By Sandra G. Leon
The California Chicano News Media Association presented its latest annual award for journalism print to the Publisher of La Prensa San Diego, Arturo Castañares.
Castañares, 49, was one of three finalists for the prestigious Ruben Salazar Award for Excellence in Print Journalism, along with Nadia Lopez of the Fresno Bee, and Stephanie Mendez of the Los Angeles Times.
“We follow a lot of stories that a lot of the media here in San Diego ignore,” Castañares said upon receiving the award. “We get a lot of criticism because we speak truth to power, and we think that is a very important thing we as journalists have to do, especially in underserved communities.”
Although the annual awards are usually presented at a dinner event in Los Angeles, the presentation was held during a live online presentation because of COVID restrictions.
The award is named after Ruben Salazar, a Los Angeles Times reported killed in 1970 during a Chicano anti-war protest in Los Angeles.
An estimated 30,000 people had gathered for the rally (pictured above) but police later arrived with riot gear and began using force to disburse the crowd.
Salazar, 42, went into the Silver Dollar Cafe to get away from the police activity when he was struck in the head by a tear gas grenade fired by a Los Angeles Sheriff’s Deputy. Salazar died from the injuries which were ruled to have been an accident when the stray projectile fired from the street went into the restaurant, but some community members argued the deputy knowing fired into the cafe.
Born in Mexico and having emigrated to the US as a young child, Salazar grew up in Texas and first reported for the El Paso Herald-Post before joining the LA Times in 1959. Salazar later became the News Director of Spanish-language television station KMEX-TV, the first Latino columnist for the LA Times, and their first international correspondent and foreign bureau chief.
Among his many high-profile subjects, Salazar interviewed President Dwight D. Eisenhower and then-Attorney General and presidential candidate Robert F. Kennedy.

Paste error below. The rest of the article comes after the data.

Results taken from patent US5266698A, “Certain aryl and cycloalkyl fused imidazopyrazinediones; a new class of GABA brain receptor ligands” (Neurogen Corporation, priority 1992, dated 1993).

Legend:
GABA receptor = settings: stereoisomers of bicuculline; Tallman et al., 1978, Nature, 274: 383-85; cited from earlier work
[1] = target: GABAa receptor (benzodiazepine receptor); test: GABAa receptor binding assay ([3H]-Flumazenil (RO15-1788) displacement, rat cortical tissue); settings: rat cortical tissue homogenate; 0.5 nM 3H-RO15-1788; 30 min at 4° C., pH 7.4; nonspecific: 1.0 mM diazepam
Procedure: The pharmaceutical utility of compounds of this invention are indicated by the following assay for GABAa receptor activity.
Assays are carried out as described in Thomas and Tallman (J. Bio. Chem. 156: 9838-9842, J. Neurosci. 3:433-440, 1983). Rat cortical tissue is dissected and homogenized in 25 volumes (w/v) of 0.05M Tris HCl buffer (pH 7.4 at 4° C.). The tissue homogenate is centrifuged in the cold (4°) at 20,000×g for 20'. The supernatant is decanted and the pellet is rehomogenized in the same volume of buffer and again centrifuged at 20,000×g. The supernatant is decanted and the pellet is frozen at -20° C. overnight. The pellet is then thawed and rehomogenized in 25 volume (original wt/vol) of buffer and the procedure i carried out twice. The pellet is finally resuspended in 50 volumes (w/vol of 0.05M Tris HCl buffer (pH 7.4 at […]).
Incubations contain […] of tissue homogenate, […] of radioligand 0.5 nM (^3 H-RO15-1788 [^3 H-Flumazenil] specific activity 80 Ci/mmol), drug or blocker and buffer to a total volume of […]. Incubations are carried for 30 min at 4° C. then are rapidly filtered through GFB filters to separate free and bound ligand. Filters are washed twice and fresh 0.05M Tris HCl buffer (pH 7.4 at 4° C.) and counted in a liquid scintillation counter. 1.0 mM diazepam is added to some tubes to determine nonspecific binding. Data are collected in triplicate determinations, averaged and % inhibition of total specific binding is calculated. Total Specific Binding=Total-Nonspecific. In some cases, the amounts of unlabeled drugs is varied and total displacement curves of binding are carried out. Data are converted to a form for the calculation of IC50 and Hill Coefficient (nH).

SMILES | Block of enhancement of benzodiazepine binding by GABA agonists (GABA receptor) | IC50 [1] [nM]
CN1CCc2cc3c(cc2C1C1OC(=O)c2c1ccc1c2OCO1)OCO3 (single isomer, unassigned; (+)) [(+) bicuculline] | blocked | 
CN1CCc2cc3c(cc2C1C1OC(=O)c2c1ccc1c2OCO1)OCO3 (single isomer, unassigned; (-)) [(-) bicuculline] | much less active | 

Salazar was a hard-hitting reporter who wrote about issues affecting the Latino community that had been mostly ignored by the media of the day. Salazar received an award for a 1963 series where he examined problems that disproportionately affected Latinos, including low-performing schools and high dropout rates in predominately Latino communities, and a lack of political power of the growing Latino population.
In 1965, Salazar traveled as an LA Times international correspondent to the Dominican Republic, Vietnam, and Mexico.
In an effort to expand his coverage of Latino issues, Salazar left the LA Times to become the News Director KMEX, but then began to write a weekly column on Chicano affairs for the newspaper. Salazar changed his writing from reporting the news to advocating on behalf of Mexican Americans during a tumultuous time when the Chicano movement started to advocate for more fair treatment of Latinos.
Salazar had expressed to friends that he sometimes feared for his life because he wrote articles critical of police tactics against Latinos, even saying he believed police were following him around.
Since his death, Salazar has become an inspiration to Latinos throughout the country. Parks and schools have been named in his honor, including a high school in the Los Angeles County city of Pico Rivera and an elementary school in Chicago.
The CCNMA, founded in 1972, has presented the Ruben Salazar Award each year to journalists for work that “demonstrates journalism excellence while contributing to a better understanding of the Latino communities by portraying Latinos fairly and accurately.”